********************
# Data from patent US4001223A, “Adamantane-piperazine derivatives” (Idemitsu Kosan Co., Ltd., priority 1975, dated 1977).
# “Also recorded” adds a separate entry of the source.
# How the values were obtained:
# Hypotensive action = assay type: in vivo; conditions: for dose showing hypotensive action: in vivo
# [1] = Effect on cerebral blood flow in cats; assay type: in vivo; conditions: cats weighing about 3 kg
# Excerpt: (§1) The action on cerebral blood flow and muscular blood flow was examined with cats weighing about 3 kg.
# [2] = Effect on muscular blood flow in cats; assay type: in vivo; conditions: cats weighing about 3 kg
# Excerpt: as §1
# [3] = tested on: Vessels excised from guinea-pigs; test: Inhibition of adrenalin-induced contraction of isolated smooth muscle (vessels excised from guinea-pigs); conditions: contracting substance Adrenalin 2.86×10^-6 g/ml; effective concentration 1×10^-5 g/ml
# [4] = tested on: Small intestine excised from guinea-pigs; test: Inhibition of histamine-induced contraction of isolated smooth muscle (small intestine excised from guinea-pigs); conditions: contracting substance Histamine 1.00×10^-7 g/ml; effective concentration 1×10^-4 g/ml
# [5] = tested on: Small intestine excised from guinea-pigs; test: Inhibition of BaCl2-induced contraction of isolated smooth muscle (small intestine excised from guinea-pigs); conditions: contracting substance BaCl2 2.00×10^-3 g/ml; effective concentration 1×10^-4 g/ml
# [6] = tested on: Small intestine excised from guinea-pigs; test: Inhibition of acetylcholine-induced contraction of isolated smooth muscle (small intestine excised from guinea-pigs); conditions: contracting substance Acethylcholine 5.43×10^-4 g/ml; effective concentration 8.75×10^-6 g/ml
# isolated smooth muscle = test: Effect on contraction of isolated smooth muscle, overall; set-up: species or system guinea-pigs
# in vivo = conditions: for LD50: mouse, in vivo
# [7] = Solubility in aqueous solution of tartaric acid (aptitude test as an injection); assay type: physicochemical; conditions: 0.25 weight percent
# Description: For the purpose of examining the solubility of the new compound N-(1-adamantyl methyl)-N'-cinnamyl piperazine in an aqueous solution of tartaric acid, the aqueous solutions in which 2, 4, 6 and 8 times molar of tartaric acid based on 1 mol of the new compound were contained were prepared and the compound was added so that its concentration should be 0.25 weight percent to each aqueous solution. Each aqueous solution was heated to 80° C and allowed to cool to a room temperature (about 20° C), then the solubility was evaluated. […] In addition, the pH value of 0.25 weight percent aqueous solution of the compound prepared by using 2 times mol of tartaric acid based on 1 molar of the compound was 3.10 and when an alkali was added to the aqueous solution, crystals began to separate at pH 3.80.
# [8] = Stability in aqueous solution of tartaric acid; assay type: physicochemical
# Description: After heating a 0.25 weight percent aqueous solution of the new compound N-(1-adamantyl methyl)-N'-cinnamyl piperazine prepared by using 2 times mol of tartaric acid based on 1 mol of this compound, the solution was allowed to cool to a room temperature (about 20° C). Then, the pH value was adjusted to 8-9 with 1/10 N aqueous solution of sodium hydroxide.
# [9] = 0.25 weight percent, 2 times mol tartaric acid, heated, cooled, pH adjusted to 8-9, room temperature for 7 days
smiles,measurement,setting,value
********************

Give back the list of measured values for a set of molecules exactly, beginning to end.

# Data from patent US4001223A, “Adamantane-piperazine derivatives” (Idemitsu Kosan Co., Ltd., priority 1975, dated 1977).
# “Also recorded” adds a separate entry of the source.
# How the values were obtained:
# Hypotensive action = assay type: in vivo; conditions: for dose showing hypotensive action: in vivo
# [1] = Effect on cerebral blood flow in cats; assay type: in vivo; conditions: cats weighing about 3 kg
# Excerpt: (§1) The action on cerebral blood flow and muscular blood flow was examined with cats weighing about 3 kg.
# [2] = Effect on muscular blood flow in cats; assay type: in vivo; conditions: cats weighing about 3 kg
# Excerpt: as §1
# [3] = tested on: Vessels excised from guinea-pigs; test: Inhibition of adrenalin-induced contraction of isolated smooth muscle (vessels excised from guinea-pigs); conditions: contracting substance Adrenalin 2.86×10^-6 g/ml; effective concentration 1×10^-5 g/ml
# [4] = tested on: Small intestine excised from guinea-pigs; test: Inhibition of histamine-induced contraction of isolated smooth muscle (small intestine excised from guinea-pigs); conditions: contracting substance Histamine 1.00×10^-7 g/ml; effective concentration 1×10^-4 g/ml
# [5] = tested on: Small intestine excised from guinea-pigs; test: Inhibition of BaCl2-induced contraction of isolated smooth muscle (small intestine excised from guinea-pigs); conditions: contracting substance BaCl2 2.00×10^-3 g/ml; effective concentration 1×10^-4 g/ml
# [6] = tested on: Small intestine excised from guinea-pigs; test: Inhibition of acetylcholine-induced contraction of isolated smooth muscle (small intestine excised from guinea-pigs); conditions: contracting substance Acethylcholine 5.43×10^-4 g/ml; effective concentration 8.75×10^-6 g/ml
# isolated smooth muscle = test: Effect on contraction of isolated smooth muscle, overall; set-up: species or system guinea-pigs
# in vivo = conditions: for LD50: mouse, in vivo
# [7] = Solubility in aqueous solution of tartaric acid (aptitude test as an injection); assay type: physicochemical; conditions: 0.25 weight percent
# Description: For the purpose of examining the solubility of the new compound N-(1-adamantyl methyl)-N'-cinnamyl piperazine in an aqueous solution of tartaric acid, the aqueous solutions in which 2, 4, 6 and 8 times molar of tartaric acid based on 1 mol of the new compound were contained were prepared and the compound was added so that its concentration should be 0.25 weight percent to each aqueous solution. Each aqueous solution was heated to 80° C and allowed to cool to a room temperature (about 20° C), then the solubility was evaluated. […] In addition, the pH value of 0.25 weight percent aqueous solution of the compound prepared by using 2 times mol of tartaric acid based on 1 molar of the compound was 3.10 and when an alkali was added to the aqueous solution, crystals began to separate at pH 3.80.
# [8] = Stability in aqueous solution of tartaric acid; assay type: physicochemical
# Description: After heating a 0.25 weight percent aqueous solution of the new compound N-(1-adamantyl methyl)-N'-cinnamyl piperazine prepared by using 2 times mol of tartaric acid based on 1 mol of this compound, the solution was allowed to cool to a room temperature (about 20° C). Then, the pH value was adjusted to 8-9 with 1/10 N aqueous solution of sodium hydroxide.
# [9] = 0.25 weight percent, 2 times mol tartaric acid, heated, cooled, pH adjusted to 8-9, room temperature for 7 days
smiles,measurement,setting,value